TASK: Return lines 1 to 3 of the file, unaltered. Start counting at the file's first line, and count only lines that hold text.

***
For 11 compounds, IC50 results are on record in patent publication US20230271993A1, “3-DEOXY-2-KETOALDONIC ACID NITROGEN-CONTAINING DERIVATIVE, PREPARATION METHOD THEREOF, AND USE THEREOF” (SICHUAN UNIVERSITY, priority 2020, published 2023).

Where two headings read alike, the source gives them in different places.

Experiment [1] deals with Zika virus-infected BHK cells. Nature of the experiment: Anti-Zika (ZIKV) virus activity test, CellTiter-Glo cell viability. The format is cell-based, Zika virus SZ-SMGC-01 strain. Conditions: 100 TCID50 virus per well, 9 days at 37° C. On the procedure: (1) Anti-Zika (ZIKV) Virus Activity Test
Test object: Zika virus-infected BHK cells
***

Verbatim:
For 11 compounds, IC50 results are on record in patent publication US20230271993A1, “3-DEOXY-2-KETOALDONIC ACID NITROGEN-CONTAINING DERIVATIVE, PREPARATION METHOD THEREOF, AND USE THEREOF” (SICHUAN UNIVERSITY, priority 2020, published 2023).

Where two headings read alike, the source gives them in different places.

Experiment [1] deals with Zika virus-infected BHK cells. Nature of the experiment: Anti-Zika (ZIKV) virus activity test, CellTiter-Glo cell viability. The format is cell-based, Zika virus SZ-SMGC-01 strain. Conditions: 100 TCID50 virus per well, 9 days at 37° C. On the procedure: (1) Anti-Zika (ZIKV) Virus Activity Test